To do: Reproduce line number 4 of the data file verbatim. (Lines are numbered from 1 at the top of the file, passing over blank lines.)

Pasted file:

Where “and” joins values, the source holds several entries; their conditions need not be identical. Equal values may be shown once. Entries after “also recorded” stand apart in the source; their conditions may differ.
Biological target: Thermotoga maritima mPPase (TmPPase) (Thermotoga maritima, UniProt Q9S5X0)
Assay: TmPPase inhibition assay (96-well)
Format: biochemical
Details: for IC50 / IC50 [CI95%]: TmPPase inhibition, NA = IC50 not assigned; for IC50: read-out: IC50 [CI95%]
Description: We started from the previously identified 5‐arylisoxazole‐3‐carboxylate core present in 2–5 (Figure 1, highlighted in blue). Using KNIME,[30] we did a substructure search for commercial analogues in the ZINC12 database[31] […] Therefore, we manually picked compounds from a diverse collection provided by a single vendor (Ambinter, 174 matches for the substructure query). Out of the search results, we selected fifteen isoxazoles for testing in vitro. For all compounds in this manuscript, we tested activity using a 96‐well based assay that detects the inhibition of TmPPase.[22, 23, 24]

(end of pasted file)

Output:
Format: biochemical